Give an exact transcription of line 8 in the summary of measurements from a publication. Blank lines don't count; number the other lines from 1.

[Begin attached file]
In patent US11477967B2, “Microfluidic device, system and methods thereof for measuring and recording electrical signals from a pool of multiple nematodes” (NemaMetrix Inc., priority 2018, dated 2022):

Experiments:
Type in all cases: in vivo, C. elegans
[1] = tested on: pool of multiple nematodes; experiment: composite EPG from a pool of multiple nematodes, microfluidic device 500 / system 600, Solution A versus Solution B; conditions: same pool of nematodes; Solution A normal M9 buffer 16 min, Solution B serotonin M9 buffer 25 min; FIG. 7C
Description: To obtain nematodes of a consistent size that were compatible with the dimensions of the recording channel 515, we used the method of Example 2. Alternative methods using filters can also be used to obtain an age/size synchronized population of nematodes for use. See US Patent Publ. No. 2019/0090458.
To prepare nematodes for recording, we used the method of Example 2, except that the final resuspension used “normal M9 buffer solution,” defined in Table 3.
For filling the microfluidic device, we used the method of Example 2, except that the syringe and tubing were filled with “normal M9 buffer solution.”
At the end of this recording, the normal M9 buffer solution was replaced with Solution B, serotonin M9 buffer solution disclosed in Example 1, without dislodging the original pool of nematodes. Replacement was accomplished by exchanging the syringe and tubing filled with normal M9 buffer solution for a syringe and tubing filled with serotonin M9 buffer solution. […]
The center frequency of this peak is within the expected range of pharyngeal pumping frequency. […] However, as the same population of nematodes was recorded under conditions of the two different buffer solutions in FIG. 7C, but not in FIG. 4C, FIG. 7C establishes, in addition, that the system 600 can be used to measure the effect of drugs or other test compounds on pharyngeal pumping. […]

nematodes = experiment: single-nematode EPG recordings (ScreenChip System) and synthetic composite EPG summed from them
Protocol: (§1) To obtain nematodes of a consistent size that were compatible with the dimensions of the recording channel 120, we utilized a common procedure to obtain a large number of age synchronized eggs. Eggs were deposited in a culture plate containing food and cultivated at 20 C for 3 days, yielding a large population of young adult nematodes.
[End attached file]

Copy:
At the end of this recording, the normal M9 buffer solution was replaced with Solution B, serotonin M9 buffer solution disclosed in Example 1, without dislodging the original pool of nematodes. Replacement was accomplished by exchanging the syringe and tubing filled with normal M9 buffer solution for a syringe and tubing filled with serotonin M9 buffer solution. […]